Extreme weather and big storms are an increasing worry for many Americans. As this year's storm season gets underway, you may want to prepare your home and business. But are you financially prepared for any contingency? Not sure? Here are a few financial steps to take in preparation for any weather event.
Check Your Insurance. You can't prevent all storm damage, no matter how well prepared you are. But you can still protect your biggest assets: your home, your business, and your health. Take the time now to assess your insurance coverage against common threats in your area — hurricanes, tornadoes, snow storms, hail, and flooding. Update coverage limits if your property has increased in value, if you've made structural changes, or if you have new assets. And make sure everyone is covered by appropriate health insurance in case of injury.
Limit Portfolio Risk. Your investment portfolio could have unexpected risks to weather events. Certain industries or companies, such as those dependent on crops or located in coastal areas, are more at risk than others. How much exposure do you have to these stocks? If you invest internationally, what weather risks could affect your holdings in other countries? Your financial planner can help assess and make adjustments to meet your risk tolerance.
Increase Liquid Holdings. Before and after a big storm, like a hurricane or blizzard, you need ready access to cash. You may have to buy supplies to board up or move your property, need to stock up on food and water, or be left with important repairs after the storm passes. Protecting your investments could depend on being able to quickly repair or replace damaged items. Depending on the value and stability of assets, increase your cash holdings for quick access — both with and without internet access.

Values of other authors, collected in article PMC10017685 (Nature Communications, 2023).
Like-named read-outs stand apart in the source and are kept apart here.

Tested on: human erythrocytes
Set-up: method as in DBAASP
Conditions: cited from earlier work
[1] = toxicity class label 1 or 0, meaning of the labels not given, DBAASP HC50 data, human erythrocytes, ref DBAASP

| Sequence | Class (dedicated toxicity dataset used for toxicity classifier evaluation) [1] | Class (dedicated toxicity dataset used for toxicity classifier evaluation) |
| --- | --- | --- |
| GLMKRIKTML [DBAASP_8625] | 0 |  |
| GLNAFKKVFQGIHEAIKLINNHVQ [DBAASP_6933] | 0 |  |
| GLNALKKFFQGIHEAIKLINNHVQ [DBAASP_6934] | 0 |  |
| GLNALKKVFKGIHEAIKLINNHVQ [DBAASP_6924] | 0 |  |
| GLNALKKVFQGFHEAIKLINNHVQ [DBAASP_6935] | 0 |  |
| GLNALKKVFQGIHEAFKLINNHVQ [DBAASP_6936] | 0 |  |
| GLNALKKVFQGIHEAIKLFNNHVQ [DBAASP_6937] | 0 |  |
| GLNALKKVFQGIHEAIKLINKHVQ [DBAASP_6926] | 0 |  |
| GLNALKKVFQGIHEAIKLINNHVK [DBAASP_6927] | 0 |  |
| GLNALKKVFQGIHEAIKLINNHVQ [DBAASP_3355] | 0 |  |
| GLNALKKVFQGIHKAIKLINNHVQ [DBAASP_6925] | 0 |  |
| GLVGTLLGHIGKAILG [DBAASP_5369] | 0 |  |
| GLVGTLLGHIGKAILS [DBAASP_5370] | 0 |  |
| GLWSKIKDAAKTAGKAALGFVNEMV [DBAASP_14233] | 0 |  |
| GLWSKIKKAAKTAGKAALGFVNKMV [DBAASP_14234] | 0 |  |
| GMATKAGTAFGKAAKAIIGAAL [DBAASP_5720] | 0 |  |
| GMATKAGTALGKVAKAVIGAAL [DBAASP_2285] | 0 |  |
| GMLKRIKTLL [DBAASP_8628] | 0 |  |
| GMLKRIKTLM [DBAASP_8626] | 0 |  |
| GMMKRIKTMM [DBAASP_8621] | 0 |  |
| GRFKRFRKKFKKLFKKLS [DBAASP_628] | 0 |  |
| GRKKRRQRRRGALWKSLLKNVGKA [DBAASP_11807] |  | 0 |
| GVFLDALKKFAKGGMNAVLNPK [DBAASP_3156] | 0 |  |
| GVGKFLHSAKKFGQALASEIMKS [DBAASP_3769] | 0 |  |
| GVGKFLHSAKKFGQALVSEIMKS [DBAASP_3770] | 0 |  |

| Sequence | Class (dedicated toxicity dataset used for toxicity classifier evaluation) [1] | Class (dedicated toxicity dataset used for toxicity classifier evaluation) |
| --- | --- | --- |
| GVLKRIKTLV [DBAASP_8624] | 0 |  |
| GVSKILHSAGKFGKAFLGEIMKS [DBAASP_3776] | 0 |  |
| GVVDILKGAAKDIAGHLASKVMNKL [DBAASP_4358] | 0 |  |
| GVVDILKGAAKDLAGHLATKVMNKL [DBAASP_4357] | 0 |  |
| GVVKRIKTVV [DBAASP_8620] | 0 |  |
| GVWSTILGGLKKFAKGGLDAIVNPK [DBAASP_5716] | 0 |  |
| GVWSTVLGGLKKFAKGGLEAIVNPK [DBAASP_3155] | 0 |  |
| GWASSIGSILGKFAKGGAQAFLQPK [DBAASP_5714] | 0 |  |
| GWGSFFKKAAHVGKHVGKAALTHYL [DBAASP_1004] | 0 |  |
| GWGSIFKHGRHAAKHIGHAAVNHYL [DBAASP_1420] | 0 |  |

Look for Advantages. There are some financial silver linings to serious weather events for a prudent investor. After a hurricane, for example, cleanup companies and materials suppliers could see a boom in business. If refineries have to be closed in the Gulf, other oil sources generally raise prices and profits. Property near, but not on the coast, may become more attractive. You might be able to snag a great deal on a rental or primary home in some affected areas. Can you take advantage of any of these potential profit centers?
Clearly, a wise planner should look to increase positive outcomes from storm season and minimize negative ones. If you're not sure how to adjust your finances to meet this challenge, work with a professional financial service today. The more prepared you are, the better you can weather the weather this year.